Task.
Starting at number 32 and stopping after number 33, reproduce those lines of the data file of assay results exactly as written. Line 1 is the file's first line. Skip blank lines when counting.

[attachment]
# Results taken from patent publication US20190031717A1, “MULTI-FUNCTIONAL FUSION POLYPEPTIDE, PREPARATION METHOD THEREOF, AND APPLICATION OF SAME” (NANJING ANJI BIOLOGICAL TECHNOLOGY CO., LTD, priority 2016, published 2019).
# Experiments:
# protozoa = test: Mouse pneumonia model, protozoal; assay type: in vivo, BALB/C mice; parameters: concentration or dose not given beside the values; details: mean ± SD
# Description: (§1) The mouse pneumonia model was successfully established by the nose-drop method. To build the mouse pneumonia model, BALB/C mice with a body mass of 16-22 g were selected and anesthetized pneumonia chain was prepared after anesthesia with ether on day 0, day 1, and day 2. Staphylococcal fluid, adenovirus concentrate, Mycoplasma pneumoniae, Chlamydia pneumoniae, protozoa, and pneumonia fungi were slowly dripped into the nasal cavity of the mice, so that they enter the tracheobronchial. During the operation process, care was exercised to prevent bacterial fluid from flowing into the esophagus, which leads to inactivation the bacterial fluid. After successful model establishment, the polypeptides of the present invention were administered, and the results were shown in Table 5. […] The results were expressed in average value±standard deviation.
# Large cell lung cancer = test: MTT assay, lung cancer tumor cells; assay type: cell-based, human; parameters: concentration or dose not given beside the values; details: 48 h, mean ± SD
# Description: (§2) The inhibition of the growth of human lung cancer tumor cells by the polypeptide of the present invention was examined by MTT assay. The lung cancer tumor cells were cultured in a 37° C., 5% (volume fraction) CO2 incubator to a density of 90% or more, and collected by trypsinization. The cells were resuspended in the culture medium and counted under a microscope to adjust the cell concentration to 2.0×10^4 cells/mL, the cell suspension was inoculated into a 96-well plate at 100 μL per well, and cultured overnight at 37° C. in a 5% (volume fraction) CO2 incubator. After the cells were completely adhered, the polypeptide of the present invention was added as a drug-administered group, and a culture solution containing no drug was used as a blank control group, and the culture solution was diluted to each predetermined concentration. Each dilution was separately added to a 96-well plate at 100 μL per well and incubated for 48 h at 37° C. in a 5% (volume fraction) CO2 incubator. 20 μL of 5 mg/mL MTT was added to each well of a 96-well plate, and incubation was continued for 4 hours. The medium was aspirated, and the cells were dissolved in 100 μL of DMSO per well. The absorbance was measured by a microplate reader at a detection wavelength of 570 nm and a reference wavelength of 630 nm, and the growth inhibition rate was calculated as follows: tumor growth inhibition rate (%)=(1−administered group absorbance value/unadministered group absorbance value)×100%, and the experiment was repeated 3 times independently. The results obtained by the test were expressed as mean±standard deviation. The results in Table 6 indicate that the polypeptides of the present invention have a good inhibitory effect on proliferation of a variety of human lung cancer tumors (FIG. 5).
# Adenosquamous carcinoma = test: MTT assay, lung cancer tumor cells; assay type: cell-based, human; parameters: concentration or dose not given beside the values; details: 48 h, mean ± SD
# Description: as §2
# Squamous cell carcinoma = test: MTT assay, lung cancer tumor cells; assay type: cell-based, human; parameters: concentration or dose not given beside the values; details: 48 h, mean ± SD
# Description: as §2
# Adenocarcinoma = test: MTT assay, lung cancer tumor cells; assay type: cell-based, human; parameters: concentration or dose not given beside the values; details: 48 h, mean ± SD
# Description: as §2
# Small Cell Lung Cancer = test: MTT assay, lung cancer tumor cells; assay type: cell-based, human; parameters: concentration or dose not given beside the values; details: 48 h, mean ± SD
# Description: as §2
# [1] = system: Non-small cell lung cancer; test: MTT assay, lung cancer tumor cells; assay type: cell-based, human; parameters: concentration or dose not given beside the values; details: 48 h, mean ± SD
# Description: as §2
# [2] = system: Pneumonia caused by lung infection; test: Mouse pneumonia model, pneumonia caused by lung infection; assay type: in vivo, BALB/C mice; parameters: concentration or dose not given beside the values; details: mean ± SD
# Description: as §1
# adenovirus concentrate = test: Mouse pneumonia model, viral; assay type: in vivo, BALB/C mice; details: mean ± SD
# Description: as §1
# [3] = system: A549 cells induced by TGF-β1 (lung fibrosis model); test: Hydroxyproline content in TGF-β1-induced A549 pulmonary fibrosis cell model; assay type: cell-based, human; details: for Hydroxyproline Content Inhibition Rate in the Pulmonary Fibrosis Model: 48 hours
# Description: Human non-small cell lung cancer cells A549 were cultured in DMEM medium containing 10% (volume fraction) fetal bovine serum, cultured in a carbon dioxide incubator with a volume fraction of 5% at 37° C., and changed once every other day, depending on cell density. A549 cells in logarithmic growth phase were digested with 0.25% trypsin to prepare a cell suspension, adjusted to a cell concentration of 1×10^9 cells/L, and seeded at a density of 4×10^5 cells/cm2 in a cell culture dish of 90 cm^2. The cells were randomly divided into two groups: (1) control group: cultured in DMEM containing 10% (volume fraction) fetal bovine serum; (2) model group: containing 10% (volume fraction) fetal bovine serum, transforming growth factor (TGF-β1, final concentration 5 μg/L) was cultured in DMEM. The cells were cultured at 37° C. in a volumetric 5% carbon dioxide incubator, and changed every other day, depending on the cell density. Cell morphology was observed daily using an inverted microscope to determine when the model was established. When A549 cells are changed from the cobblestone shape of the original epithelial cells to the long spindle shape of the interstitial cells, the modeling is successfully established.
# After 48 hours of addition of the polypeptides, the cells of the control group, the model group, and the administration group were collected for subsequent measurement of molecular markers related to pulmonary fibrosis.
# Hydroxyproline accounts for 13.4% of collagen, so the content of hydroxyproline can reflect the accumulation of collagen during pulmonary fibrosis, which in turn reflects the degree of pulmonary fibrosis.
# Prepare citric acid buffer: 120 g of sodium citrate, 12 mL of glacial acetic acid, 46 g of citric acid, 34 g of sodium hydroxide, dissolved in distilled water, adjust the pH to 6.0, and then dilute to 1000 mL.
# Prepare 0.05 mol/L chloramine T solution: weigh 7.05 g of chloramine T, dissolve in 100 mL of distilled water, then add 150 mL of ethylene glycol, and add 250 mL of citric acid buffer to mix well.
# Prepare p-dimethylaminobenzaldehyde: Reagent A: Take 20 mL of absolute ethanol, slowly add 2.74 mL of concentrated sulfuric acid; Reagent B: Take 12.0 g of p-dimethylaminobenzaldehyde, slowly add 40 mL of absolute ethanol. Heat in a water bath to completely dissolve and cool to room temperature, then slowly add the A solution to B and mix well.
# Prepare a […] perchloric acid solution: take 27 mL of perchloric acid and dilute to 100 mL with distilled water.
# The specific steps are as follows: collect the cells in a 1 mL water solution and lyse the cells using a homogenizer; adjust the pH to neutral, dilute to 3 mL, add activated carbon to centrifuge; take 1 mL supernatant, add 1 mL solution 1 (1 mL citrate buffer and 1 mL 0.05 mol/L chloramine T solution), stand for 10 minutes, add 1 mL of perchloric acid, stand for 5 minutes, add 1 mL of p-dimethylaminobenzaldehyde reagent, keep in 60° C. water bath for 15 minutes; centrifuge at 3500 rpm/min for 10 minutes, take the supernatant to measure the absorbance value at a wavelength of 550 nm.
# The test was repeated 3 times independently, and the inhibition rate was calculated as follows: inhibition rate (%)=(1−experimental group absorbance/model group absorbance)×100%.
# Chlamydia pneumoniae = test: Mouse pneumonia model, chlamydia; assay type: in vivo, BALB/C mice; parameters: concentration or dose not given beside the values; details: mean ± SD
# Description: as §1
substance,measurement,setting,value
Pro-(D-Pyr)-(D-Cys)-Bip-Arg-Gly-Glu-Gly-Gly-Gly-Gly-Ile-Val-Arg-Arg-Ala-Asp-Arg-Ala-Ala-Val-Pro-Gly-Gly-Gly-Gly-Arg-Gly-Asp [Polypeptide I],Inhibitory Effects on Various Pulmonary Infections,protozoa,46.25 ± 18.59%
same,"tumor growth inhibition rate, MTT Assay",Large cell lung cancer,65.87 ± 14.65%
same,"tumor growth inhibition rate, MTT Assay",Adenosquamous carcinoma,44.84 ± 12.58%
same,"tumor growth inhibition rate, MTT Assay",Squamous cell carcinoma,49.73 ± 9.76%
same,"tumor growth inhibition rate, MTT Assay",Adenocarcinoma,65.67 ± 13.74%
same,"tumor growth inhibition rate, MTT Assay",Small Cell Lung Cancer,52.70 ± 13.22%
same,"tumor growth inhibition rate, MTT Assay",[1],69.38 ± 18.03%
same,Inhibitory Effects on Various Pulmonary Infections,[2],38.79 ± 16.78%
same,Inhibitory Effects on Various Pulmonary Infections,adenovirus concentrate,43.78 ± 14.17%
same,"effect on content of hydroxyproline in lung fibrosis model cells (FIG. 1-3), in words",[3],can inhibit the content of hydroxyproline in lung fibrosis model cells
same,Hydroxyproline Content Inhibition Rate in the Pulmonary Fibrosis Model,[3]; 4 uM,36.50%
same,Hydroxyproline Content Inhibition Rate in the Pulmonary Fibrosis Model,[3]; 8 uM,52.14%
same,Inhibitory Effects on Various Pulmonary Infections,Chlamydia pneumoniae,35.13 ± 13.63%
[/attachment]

# Description: as §1
substance,measurement,setting,value